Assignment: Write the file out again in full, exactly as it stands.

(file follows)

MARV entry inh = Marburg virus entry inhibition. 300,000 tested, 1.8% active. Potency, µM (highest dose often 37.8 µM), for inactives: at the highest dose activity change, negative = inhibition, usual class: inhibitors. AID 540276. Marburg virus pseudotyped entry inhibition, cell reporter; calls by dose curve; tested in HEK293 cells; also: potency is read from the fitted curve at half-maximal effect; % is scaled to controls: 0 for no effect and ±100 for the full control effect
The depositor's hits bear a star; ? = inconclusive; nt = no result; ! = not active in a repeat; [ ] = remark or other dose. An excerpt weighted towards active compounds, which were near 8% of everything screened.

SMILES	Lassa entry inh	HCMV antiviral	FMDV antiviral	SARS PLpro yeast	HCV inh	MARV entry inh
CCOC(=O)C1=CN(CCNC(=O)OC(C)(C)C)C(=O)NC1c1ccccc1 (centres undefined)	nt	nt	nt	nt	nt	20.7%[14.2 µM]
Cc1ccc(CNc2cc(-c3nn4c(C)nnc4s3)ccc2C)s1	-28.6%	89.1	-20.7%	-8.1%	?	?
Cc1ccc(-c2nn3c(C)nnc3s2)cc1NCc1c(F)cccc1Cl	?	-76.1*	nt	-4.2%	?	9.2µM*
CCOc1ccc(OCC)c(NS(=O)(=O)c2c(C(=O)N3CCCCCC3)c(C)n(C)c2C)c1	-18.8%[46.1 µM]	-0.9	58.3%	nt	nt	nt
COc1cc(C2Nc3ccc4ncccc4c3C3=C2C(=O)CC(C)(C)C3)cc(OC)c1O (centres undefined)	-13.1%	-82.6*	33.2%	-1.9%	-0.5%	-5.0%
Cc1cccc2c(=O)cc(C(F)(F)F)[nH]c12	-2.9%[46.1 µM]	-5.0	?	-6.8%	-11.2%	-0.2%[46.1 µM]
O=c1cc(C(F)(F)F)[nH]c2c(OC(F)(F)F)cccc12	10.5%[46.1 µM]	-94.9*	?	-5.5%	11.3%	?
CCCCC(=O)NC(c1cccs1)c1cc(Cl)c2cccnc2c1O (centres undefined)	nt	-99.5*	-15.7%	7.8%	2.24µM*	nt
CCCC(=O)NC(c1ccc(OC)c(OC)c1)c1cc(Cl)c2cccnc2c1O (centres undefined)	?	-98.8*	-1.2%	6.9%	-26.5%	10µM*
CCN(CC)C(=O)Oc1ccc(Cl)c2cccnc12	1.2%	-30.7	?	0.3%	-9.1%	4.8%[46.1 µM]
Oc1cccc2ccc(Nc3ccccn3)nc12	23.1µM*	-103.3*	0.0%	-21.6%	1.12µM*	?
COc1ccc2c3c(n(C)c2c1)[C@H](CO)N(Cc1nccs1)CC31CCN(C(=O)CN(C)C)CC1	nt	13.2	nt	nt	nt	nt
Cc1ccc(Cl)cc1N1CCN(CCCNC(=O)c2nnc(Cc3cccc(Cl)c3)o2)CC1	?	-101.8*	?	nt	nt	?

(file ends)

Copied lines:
MARV entry inh = Marburg virus entry inhibition. 300,000 tested, 1.8% active. Potency, µM (highest dose often 37.8 µM), for inactives: at the highest dose activity change, negative = inhibition, usual class: inhibitors. AID 540276. Marburg virus pseudotyped entry inhibition, cell reporter; calls by dose curve; tested in HEK293 cells; also: potency is read from the fitted curve at half-maximal effect; % is scaled to controls: 0 for no effect and ±100 for the full control effect
The depositor's hits bear a star; ? = inconclusive; nt = no result; ! = not active in a repeat; [ ] = remark or other dose. An excerpt weighted towards active compounds, which were near 8% of everything screened.

SMILES	Lassa entry inh	HCMV antiviral	FMDV antiviral	SARS PLpro yeast	HCV inh	MARV entry inh
CCOC(=O)C1=CN(CCNC(=O)OC(C)(C)C)C(=O)NC1c1ccccc1 (centres undefined)	nt	nt	nt	nt	nt	20.7%[14.2 µM]
Cc1ccc(CNc2cc(-c3nn4c(C)nnc4s3)ccc2C)s1	-28.6%	89.1	-20.7%	-8.1%	?	?
Cc1ccc(-c2nn3c(C)nnc3s2)cc1NCc1c(F)cccc1Cl	?	-76.1*	nt	-4.2%	?	9.2µM*
CCOc1ccc(OCC)c(NS(=O)(=O)c2c(C(=O)N3CCCCCC3)c(C)n(C)c2C)c1	-18.8%[46.1 µM]	-0.9	58.3%	nt	nt	nt
COc1cc(C2Nc3ccc4ncccc4c3C3=C2C(=O)CC(C)(C)C3)cc(OC)c1O (centres undefined)	-13.1%	-82.6*	33.2%	-1.9%	-0.5%	-5.0%
Cc1cccc2c(=O)cc(C(F)(F)F)[nH]c12	-2.9%[46.1 µM]	-5.0	?	-6.8%	-11.2%	-0.2%[46.1 µM]
O=c1cc(C(F)(F)F)[nH]c2c(OC(F)(F)F)cccc12	10.5%[46.1 µM]	-94.9*	?	-5.5%	11.3%	?
CCCCC(=O)NC(c1cccs1)c1cc(Cl)c2cccnc2c1O (centres undefined)	nt	-99.5*	-15.7%	7.8%	2.24µM*	nt
CCCC(=O)NC(c1ccc(OC)c(OC)c1)c1cc(Cl)c2cccnc2c1O (centres undefined)	?	-98.8*	-1.2%	6.9%	-26.5%	10µM*
CCN(CC)C(=O)Oc1ccc(Cl)c2cccnc12	1.2%	-30.7	?	0.3%	-9.1%	4.8%[46.1 µM]
Oc1cccc2ccc(Nc3ccccn3)nc12	23.1µM*	-103.3*	0.0%	-21.6%	1.12µM*	?
COc1ccc2c3c(n(C)c2c1)[C@H](CO)N(Cc1nccs1)CC31CCN(C(=O)CN(C)C)CC1	nt	13.2	nt	nt	nt	nt
Cc1ccc(Cl)cc1N1CCN(CCCNC(=O)c2nnc(Cc3cccc(Cl)c3)o2)CC1	?	-101.8*	?	nt	nt	?